The Changing Nature of Québec-Canada Relations: From the 1980 Referendum to the Summit of the Canadas

Author: 
Courchene, Thomas J.
Publisher: 
Queen's University
Year of Publication: 
2004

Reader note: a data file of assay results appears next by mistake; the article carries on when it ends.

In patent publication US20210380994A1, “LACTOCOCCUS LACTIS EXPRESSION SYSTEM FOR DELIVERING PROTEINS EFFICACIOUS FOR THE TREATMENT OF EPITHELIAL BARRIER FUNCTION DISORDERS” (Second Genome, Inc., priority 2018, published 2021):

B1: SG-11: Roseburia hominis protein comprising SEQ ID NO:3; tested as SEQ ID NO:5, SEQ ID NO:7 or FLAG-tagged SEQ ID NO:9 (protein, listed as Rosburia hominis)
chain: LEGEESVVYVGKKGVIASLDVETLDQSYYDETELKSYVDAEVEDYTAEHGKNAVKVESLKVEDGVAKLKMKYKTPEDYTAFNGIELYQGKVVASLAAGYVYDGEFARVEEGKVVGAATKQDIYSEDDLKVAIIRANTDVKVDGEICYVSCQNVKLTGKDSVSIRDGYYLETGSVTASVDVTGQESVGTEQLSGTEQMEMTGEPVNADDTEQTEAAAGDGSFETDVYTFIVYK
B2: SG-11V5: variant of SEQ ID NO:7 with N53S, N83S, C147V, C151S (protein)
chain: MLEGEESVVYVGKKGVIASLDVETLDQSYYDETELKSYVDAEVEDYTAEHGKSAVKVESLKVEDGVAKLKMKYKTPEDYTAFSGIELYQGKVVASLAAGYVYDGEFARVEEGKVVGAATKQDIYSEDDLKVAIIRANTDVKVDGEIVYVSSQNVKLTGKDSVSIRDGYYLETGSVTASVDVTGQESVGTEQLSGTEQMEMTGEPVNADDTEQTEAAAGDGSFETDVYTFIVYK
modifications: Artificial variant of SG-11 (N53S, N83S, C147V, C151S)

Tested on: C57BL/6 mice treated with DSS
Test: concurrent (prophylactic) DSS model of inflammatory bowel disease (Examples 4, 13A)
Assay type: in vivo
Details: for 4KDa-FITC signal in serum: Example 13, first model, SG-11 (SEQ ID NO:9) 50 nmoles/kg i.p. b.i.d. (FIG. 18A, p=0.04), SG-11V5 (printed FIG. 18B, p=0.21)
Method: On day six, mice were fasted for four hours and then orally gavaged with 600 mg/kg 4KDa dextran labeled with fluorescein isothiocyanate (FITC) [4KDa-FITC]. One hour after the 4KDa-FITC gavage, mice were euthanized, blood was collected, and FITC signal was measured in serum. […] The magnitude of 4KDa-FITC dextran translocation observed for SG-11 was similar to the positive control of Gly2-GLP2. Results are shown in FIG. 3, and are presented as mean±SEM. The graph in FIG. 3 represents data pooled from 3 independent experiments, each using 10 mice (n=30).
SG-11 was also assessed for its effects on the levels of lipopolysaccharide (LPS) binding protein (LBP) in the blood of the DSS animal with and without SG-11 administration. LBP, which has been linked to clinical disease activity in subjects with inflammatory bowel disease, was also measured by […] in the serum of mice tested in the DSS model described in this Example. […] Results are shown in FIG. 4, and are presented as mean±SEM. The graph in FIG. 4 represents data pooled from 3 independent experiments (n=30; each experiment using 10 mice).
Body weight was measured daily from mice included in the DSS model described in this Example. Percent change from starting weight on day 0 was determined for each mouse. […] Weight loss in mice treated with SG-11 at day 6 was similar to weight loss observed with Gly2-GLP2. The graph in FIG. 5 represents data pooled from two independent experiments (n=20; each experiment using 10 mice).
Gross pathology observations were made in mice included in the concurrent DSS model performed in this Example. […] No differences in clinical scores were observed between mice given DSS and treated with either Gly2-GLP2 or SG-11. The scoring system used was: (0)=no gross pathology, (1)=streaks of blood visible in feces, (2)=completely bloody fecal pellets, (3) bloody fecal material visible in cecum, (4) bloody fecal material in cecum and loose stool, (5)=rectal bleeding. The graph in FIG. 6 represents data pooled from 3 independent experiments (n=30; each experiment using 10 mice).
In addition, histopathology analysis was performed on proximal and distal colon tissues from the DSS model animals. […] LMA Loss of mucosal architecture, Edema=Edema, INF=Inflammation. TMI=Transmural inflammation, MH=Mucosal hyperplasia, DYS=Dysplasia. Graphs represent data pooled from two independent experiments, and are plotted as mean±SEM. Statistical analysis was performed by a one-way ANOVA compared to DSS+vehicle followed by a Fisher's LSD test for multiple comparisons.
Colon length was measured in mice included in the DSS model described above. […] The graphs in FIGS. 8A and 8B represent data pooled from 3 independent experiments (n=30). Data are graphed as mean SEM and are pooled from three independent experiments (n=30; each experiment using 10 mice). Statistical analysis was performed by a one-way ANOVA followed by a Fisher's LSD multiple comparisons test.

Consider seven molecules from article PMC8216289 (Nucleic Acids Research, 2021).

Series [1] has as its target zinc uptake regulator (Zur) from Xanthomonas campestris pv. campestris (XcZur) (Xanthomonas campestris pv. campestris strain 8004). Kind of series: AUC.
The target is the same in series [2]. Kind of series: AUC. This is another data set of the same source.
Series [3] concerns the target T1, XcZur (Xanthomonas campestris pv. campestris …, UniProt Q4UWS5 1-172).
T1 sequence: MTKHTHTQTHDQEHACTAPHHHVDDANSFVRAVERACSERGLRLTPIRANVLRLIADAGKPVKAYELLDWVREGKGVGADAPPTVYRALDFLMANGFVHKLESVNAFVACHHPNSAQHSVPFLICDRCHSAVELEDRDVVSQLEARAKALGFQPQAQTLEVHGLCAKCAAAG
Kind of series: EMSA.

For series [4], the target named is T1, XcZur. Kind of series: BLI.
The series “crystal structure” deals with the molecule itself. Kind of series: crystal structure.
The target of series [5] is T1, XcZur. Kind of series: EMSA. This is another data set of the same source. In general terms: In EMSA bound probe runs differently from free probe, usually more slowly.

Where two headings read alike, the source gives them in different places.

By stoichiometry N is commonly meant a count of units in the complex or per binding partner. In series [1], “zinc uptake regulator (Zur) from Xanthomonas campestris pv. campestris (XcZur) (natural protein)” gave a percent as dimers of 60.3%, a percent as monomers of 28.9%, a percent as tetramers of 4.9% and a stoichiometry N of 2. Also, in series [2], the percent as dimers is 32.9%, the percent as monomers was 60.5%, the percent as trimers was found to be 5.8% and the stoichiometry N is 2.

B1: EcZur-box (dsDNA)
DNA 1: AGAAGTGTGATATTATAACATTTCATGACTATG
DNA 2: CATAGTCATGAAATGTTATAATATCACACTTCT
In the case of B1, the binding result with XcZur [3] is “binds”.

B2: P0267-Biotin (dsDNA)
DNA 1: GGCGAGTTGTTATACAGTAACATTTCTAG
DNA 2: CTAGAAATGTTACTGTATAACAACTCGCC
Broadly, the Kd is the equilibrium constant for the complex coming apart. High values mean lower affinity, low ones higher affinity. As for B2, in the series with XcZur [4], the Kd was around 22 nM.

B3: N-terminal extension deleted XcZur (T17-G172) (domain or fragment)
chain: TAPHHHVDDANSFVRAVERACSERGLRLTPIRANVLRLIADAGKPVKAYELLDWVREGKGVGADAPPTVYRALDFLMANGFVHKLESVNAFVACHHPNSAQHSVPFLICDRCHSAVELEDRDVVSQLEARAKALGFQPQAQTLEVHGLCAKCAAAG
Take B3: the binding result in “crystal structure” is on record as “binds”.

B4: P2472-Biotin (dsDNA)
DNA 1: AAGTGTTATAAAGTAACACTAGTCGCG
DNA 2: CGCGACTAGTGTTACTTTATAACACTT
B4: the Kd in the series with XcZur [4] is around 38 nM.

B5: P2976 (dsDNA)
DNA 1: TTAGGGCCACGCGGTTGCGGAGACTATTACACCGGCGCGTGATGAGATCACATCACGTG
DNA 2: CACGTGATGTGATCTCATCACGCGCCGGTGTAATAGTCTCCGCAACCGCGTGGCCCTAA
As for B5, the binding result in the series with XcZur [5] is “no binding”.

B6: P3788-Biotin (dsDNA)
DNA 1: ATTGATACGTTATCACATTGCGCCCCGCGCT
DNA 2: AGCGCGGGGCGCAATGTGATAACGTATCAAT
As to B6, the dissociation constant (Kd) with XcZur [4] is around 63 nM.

This paper traces the economic and political evolution of Quebec-Canada relations from the 1980 Referendum through to the July 2004 Council of the Federation (COF) meeting at Niagara-on-the Lake. The underlying thesis is that Quebec's traditional demands for acquiring greater powers within the federation have now given way to demands for acquiring greater access to revenues in order to be able to fully exercise its existing constitutional powers. What has triggered this rather dramatic shift is the advent of globalization and the knowledge-based era (KBE), both of which have served to redefine what meaningful sovereignty is all about in the 21st century. In short, sovereignty is now about how societies live, and work and play, which in turn means that on the policy front it is all about education, skills, health, cities and citizens generally. In Canada, these are largely provincial powers. This being the case, it is hardly surprising that Quebec's rallying cry is focussed on restoring vertical fiscal balance in the federation.